Leth & Gori's low-maintenance Brick House
features clay and plywood surfaces

| 4 comments
 

Copenhagen office Leth & Gori used exposed clay blocks and raw plywood to create a maintenance-free interior for this house in Nyborg, Denmark (+ slideshow).

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Brick House was designed as part of an initiative by philanthropic organisation Realdania to build six affordable residences in Nyborg, each by a different architect and each taking a different approach to sustainability.

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Leth & Gori's single-storey building is designed to last 150 years and be maintenance-free for 50 years, using a single breathable material for the structure: clay. The exterior walls are brick, while insulating clay blocks line the interior and have been left exposed in selected areas.

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"We wanted to simplify the construction and use a minimum of materials," architect Uffe Leth told Dezeen. "The fewer joints between different materials the better chance you have to avoid mistakes in the construction process and the problems these mistakes can lead for the indoor climate, maintenance and life span of the house"

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Bare plywood lines the walls and ceiling above the exposed clay blocks, and has been treated with a UV-protective sealant to preserve its colour.

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"Our choice of materials was driven by our aim to build a maintenance-free house. We were forced to find materials that required no painting, and could be left untreated," said Leth.

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The 136-square-metre house centres around a large communal kitchen-living-dining space, which has wide full-height windows facing south and west to bring more light into the three bedrooms and bathroom surrounding the space.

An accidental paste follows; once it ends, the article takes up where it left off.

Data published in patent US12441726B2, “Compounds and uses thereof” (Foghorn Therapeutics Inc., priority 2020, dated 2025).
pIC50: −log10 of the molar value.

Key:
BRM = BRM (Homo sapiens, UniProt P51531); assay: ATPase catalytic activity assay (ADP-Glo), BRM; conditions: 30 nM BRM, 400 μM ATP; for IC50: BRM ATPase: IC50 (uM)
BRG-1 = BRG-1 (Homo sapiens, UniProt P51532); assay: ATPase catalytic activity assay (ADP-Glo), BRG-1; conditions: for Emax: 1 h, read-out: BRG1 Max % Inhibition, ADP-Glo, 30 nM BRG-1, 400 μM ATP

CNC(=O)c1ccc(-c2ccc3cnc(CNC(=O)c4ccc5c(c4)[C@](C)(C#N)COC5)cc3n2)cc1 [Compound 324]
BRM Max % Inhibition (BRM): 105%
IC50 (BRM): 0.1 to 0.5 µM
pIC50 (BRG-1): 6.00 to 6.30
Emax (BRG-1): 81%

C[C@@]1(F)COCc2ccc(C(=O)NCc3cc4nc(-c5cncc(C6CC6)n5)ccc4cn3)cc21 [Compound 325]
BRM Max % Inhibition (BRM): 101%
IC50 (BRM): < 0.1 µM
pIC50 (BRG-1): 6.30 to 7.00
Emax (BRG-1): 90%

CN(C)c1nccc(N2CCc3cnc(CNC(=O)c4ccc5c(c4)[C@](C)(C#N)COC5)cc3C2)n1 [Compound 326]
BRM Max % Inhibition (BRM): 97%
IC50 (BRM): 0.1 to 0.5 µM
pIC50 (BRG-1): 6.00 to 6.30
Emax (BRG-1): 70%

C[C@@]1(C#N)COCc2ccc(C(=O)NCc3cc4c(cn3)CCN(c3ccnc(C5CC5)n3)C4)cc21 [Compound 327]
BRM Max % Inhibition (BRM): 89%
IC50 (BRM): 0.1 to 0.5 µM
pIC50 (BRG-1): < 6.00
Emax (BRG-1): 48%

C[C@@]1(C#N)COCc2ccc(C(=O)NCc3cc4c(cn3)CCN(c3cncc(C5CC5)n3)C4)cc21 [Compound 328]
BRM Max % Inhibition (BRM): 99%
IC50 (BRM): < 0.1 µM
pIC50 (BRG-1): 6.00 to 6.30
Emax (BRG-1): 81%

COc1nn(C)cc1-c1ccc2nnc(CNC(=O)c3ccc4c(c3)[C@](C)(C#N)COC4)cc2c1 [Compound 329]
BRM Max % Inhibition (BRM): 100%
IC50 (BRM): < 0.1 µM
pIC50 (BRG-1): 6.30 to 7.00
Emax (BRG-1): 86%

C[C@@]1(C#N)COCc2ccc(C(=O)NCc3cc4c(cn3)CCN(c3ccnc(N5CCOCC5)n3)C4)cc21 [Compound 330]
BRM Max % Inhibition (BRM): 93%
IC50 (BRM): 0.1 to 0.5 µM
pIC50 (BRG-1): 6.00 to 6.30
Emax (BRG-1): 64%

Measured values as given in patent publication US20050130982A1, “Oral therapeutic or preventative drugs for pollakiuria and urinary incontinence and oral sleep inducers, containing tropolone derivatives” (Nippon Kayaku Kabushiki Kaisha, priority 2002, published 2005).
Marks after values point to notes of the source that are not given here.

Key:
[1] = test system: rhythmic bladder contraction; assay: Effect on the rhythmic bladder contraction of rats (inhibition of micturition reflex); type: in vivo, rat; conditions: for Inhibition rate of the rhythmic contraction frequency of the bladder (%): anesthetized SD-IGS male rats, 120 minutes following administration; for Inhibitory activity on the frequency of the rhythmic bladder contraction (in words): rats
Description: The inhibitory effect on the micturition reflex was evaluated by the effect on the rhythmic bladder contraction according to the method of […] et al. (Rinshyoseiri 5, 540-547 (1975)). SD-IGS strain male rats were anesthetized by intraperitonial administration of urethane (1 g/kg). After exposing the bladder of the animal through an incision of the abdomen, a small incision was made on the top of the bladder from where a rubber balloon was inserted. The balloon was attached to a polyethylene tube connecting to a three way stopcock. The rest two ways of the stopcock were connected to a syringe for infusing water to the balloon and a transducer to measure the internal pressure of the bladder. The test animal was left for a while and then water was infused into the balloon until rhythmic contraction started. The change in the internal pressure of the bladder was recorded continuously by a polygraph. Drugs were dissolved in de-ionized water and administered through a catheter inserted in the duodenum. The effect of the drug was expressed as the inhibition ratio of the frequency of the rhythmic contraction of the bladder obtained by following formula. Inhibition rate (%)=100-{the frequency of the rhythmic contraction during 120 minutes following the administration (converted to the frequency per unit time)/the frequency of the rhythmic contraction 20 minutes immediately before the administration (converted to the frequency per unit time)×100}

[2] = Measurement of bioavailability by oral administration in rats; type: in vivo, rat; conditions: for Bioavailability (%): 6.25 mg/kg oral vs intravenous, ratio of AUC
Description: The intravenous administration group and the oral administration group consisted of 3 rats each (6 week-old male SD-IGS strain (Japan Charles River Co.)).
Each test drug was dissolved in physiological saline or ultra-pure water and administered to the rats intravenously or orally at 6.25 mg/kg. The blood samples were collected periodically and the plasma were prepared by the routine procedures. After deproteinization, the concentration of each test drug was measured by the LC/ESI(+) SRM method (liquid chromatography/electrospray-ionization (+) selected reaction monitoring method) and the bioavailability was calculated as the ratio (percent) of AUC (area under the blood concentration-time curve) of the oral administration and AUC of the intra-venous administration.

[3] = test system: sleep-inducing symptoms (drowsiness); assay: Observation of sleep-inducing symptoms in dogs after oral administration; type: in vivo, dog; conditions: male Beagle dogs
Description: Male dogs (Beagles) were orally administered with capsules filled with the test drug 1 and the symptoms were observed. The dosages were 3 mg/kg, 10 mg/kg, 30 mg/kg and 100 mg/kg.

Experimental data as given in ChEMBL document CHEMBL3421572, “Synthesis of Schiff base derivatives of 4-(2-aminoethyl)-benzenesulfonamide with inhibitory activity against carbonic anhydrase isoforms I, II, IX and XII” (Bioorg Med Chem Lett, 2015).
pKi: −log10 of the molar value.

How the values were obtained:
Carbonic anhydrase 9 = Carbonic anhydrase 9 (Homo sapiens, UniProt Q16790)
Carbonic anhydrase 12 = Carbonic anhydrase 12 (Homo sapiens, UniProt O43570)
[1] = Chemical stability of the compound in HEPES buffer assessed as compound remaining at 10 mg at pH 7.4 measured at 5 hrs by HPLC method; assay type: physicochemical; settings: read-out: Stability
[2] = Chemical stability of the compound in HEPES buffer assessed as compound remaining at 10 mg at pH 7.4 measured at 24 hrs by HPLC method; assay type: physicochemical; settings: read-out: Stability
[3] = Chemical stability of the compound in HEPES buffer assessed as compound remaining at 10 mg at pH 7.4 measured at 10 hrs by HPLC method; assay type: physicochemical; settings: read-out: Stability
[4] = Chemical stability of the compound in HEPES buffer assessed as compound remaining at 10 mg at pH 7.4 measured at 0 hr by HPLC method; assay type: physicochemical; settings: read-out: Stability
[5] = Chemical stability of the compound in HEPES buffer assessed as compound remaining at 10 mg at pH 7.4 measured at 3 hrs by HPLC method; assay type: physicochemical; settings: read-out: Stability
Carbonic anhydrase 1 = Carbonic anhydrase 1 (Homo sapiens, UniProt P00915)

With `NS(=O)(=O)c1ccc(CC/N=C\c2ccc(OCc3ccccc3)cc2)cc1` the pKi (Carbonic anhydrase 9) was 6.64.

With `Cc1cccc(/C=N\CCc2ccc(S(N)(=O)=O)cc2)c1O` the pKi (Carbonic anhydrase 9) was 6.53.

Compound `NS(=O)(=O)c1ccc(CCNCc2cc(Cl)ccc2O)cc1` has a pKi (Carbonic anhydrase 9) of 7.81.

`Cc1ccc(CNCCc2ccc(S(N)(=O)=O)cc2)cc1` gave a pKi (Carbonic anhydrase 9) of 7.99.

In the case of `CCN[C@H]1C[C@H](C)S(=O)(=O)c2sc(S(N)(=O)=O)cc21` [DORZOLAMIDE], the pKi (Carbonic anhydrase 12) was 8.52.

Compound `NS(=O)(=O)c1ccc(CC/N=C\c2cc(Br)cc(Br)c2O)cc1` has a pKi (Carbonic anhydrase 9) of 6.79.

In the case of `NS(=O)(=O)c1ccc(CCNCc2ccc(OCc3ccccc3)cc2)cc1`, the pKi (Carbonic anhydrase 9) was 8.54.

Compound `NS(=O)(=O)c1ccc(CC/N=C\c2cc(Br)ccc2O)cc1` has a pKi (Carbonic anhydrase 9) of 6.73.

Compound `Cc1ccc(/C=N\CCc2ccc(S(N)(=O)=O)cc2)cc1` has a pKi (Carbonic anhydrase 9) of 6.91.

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Built-in furniture runs in a line through the centre of the house, starting with a shoe cabinet and bench at the entrance, then a cabinet to conceal the fridge and kitchen storage in the centre, followed by a built-in desk that allows the bedroom to double as a study.

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The home's steep pitched roof mimics those of traditional Danish houses, and has been left open inside to create an interior that is nearly seven metres tall at its highest point.

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"A high-angled pitched roof requires the least amount of maintenance, and gave us the possibility to create a lot of space inside," explained Leth. "We like the idea that when you enter this space, it's almost a secret. The exterior facade is pushed down quite low, so you don't expect such a tall space inside."

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Acoustic boards in the roof ensure the interior doesn't echo, and the clay blocks and lime mortar in the walls also help absorb sound.

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"We were worried about the acoustics, but it worked well. We added the boards as a precaution, and the natural materials provide good absorption," said Leth.

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In addition to the insulating clay blocks used for the structure, paper-wood insulation has been added in the roof, and underfloor heating provides extra warmth during winter.

Photography is by Stamers Kontor.

Dezeen has also recently featured a brick home with a pitched roof in Belgium, designed by Bedaux de Brouwer Architecten.

Here's some more information from Leth & Gori: